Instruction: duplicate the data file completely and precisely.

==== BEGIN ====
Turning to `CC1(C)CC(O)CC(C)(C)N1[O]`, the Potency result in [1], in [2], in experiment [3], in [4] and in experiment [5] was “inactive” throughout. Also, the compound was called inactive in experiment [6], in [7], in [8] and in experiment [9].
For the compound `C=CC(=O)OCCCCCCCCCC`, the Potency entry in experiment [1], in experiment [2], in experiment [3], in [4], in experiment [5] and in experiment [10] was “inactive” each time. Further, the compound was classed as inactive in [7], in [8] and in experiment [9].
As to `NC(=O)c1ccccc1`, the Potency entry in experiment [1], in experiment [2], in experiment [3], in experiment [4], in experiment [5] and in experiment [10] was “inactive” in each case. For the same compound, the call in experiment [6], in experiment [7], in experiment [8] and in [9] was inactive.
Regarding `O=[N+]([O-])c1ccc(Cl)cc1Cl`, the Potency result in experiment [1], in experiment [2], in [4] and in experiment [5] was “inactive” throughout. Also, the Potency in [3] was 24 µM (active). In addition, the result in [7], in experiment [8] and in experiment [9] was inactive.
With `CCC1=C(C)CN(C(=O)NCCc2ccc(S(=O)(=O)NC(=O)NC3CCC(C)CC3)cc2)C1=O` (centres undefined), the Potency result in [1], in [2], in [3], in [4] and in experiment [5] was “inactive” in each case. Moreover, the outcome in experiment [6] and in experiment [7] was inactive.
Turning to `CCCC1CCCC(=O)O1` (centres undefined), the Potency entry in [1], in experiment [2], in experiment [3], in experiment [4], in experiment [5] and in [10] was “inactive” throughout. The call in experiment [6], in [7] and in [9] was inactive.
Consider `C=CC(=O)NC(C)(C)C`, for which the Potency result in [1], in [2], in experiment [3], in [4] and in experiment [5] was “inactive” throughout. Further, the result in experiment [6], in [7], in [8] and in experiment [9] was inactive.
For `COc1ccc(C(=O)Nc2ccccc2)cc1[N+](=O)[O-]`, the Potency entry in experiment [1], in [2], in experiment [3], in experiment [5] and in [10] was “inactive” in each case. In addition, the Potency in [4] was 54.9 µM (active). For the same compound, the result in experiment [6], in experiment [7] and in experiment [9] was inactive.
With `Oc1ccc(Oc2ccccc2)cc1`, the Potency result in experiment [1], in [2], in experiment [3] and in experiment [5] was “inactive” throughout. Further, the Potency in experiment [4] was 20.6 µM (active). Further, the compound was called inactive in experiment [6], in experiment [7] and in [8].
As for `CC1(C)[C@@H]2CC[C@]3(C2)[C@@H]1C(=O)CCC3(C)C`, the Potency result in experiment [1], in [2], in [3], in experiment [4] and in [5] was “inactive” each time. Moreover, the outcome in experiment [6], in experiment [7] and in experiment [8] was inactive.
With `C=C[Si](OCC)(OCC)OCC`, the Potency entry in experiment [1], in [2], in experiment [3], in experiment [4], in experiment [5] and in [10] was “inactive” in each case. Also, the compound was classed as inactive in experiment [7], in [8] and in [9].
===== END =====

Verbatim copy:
Turning to `CC1(C)CC(O)CC(C)(C)N1[O]`, the Potency result in [1], in [2], in experiment [3], in [4] and in experiment [5] was “inactive” throughout. Also, the compound was called inactive in experiment [6], in [7], in [8] and in experiment [9].
For the compound `C=CC(=O)OCCCCCCCCCC`, the Potency entry in experiment [1], in experiment [2], in experiment [3], in [4], in experiment [5] and in experiment [10] was “inactive” each time. Further, the compound was classed as inactive in [7], in [8] and in experiment [9].
As to `NC(=O)c1ccccc1`, the Potency entry in experiment [1], in experiment [2], in experiment [3], in experiment [4], in experiment [5] and in experiment [10] was “inactive” in each case. For the same compound, the call in experiment [6], in experiment [7], in experiment [8] and in [9] was inactive.
Regarding `O=[N+]([O-])c1ccc(Cl)cc1Cl`, the Potency result in experiment [1], in experiment [2], in [4] and in experiment [5] was “inactive” throughout. Also, the Potency in [3] was 24 µM (active). In addition, the result in [7], in experiment [8] and in experiment [9] was inactive.
With `CCC1=C(C)CN(C(=O)NCCc2ccc(S(=O)(=O)NC(=O)NC3CCC(C)CC3)cc2)C1=O` (centres undefined), the Potency result in [1], in [2], in [3], in [4] and in experiment [5] was “inactive” in each case. Moreover, the outcome in experiment [6] and in experiment [7] was inactive.
Turning to `CCCC1CCCC(=O)O1` (centres undefined), the Potency entry in [1], in experiment [2], in experiment [3], in experiment [4], in experiment [5] and in [10] was “inactive” throughout. The call in experiment [6], in [7] and in [9] was inactive.
Consider `C=CC(=O)NC(C)(C)C`, for which the Potency result in [1], in [2], in experiment [3], in [4] and in experiment [5] was “inactive” throughout. Further, the result in experiment [6], in [7], in [8] and in experiment [9] was inactive.
For `COc1ccc(C(=O)Nc2ccccc2)cc1[N+](=O)[O-]`, the Potency entry in experiment [1], in [2], in experiment [3], in experiment [5] and in [10] was “inactive” in each case. In addition, the Potency in [4] was 54.9 µM (active). For the same compound, the result in experiment [6], in experiment [7] and in experiment [9] was inactive.
With `Oc1ccc(Oc2ccccc2)cc1`, the Potency result in experiment [1], in [2], in experiment [3] and in experiment [5] was “inactive” throughout. Further, the Potency in experiment [4] was 20.6 µM (active). Further, the compound was called inactive in experiment [6], in experiment [7] and in [8].
As for `CC1(C)[C@@H]2CC[C@]3(C2)[C@@H]1C(=O)CCC3(C)C`, the Potency result in experiment [1], in [2], in [3], in experiment [4] and in [5] was “inactive” each time. Moreover, the outcome in experiment [6], in experiment [7] and in experiment [8] was inactive.
With `C=C[Si](OCC)(OCC)OCC`, the Potency entry in experiment [1], in [2], in experiment [3], in experiment [4], in experiment [5] and in [10] was “inactive” in each case. Also, the compound was classed as inactive in experiment [7], in [8] and in [9].